As a recruiter, personal data is essentially your stock-in-trade. From the point when candidates submit their CVs, right through the hiring procedure and beyond, the processing of this data is all part of your service. Talent management and good data management go hand-in-hand, and data protection compliance is a vital element of this.
The General Data Protection Regulation (GDPR) replaced the old Data Protection Act. It brought forth a new data law framework; one that all organisations, including recruitment firms, needed to get to grips with. After Brexit, the UK is now covered by the UK GDPR which is essentially the same as the GDPR itself. Here, we’ll explain how GDPR (and UK GDPR) impacts the recruitment industry and outline some of the key areas recruiters should focus on to stay on the right side of the new law.
GDPR: what is it – and what does it mean for recruiters?
The Data Protection Act was drawn up in a pre-LinkedIn and pre-Indeed world when even the concept of ‘the Web’ itself was still a novelty. Simply put; the law needed to catch up. Hence the arrival of the GDPR, which details how to process the personal data of EU citizens lawfully and securely.
The GDPR aims to make it easier for individuals to access services with confidence that their data will be safeguarded and won’t be misused by the organisations who hold it. The law also seeks to give individuals better control over what happens to that data and who has access to it.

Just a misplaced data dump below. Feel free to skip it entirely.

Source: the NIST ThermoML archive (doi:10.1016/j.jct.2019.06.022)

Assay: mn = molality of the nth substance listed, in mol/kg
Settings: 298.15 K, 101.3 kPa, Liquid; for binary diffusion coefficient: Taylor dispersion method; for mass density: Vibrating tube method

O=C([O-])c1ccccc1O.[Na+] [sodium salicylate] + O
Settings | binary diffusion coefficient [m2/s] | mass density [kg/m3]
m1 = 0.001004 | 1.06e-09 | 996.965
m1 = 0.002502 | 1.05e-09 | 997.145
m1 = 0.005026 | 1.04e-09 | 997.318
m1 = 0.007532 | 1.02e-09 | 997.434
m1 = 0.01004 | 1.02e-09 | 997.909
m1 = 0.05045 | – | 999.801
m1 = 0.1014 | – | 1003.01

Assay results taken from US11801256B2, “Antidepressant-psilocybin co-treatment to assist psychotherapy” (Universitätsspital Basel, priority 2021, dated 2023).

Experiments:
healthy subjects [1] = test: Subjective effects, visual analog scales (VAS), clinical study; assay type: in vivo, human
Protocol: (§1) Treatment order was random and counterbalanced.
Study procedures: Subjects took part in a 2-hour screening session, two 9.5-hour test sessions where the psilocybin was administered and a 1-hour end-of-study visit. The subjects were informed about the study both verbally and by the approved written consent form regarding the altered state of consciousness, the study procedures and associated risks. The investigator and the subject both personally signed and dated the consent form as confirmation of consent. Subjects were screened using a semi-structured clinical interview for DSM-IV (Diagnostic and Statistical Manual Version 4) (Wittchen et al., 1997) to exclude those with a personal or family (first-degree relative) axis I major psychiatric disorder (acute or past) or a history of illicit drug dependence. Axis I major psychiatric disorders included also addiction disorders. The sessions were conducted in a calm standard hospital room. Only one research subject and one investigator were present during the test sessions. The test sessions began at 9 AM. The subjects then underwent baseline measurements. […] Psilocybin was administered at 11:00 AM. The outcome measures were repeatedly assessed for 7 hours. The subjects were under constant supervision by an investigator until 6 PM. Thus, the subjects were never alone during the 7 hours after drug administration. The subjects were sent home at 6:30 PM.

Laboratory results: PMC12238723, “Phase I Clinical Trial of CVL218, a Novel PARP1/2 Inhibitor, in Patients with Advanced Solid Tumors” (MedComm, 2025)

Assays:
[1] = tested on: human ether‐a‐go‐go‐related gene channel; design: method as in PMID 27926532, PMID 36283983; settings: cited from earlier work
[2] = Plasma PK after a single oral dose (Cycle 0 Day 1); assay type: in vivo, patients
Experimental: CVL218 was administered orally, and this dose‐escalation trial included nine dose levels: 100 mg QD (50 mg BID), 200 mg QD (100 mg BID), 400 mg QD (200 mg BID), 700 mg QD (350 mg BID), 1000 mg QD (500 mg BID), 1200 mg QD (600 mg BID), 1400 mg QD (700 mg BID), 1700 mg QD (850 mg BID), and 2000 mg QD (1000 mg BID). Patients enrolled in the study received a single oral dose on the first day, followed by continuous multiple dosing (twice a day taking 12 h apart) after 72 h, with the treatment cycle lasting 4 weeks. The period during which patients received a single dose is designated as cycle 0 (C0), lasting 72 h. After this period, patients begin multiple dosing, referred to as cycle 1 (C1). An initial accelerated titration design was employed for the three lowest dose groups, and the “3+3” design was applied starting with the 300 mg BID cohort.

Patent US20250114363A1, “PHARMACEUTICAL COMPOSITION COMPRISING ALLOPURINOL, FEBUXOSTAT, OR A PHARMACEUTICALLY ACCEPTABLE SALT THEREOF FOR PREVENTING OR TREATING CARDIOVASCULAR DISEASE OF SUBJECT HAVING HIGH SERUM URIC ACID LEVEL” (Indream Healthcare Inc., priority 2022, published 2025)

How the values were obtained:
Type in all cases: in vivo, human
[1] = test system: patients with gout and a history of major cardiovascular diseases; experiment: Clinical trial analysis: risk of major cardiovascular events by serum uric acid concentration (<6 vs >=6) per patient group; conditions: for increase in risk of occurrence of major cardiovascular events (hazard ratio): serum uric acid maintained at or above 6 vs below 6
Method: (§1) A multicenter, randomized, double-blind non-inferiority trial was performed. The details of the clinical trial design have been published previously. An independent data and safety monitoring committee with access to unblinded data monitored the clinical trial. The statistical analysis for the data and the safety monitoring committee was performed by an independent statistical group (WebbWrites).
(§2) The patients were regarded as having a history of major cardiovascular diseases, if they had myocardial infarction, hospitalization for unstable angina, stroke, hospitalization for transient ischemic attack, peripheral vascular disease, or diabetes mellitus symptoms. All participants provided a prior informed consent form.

From contact details through to salary expectations and even health information, in-house and external recruiters typically find themselves in control of some of the most sensitive information individuals have to offer. The data regulator (i.e. the ICO in the UK), is well aware of this. Recruiters who fail to take compliance seriously could find themselves sleepwalking towards fines, interventions and other penalties. Find out more about GDPR fines and penalties from our experts right here.
In light of the GDPR, individuals have become better aware of their privacy rights and generally more “security savvy”. Meanwhile, employers are more aware than ever of the need to choose external partners who take data safeguarding seriously.
The result? Recruiters with a reputation for playing fast and loose with personal data may find that their supply of candidates and clients alike could soon dry up.